Before I discuss the tricks used to remove
matts on your dog I must emphasize a few things. If your
dog is badly matted or the matts are close to the skin
I strongly recommend you take your dog to a professional
to have him groomed. I also recommend a professional if
your dog is elderly or can not tolerate being brushed.
Having said that let's talk matts.
There are certain areas of your dog that
I would not recommend de-matting. Some dog groomers refer
to them as the sensitive areas. They are located between
the back legs, under the armpits, on the belly, and under
the tail. These areas I would recommend that you clip
with a #10 or #15 blade. One of the most common areas
for a dog to matt is around and behind the ear. This happens
because this is the most popular petting spot. The area
behind the ear has very thin skin and can be very hazardous
to de-matt. If gentle brushing does not remove the matt
you can cut the length of the matt in half and try again
to brush it out. To make sure you do not cut your dogs
ear try holding the matt with your finger tips at the
skin and then cut the matt in half. Now try gentle brushing.
If this still does not remove the matt it may be time
to use clippers.
Matts can occur anywhere on your dog. One
way to remove them is to take a pair of scissors and put
the blade between the skin and the matt. With the sharp
side away from the skin you can either use a sawing motion
to cut through the matt or you can simply cut it in several
places parallel to the direction of hair growth. Try again
to brush the matt out.
There are several de-matting combs on the
market. All of these work well but you should be careful
when using them. Take the de-matting comb and comb it
under the matted area. When it catches a matt, use a sawing
motion to cut through the matt. Try to limit the pulling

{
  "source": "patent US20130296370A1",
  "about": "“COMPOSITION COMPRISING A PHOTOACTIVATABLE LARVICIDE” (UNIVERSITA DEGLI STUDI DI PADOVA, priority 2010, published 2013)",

motion because most dogs do not like it.
If your dogs tail has matts you can use
either method above to remove them. Before cutting the
tail try to gently brush it out. If the matts are too
extensive, either cut through the matts parallel to the
direction of hair growth and then attempt to brush them
out or shorten the entire length of the tail. Simply hold
the tip of your dogs tail and shorten the entire length
by cutting parallel with the tail. If the matts are hanging
from the tail in different places you should be cutting
them in half with this method. When you have removed all
the matts from the tail and after you have bathed and
dried him you can go back and even up any long hair.
If you are uncertain about shaving the sensitive
areas, the pads of the feet or shaving matts from around
the ears, some grooming shops will shave just these areas
for a small fee.
During any dog grooming session you should
praise your dog but especially while brushing them. Most
dogs do not like to be brushed and they need the added
reinforcement when they are tolerating it.
About the Author
Katherine Durr has been a professional dog groomer for
over 17 years and is the author of "How to Groom your
Mutt". Visit her website at Doggie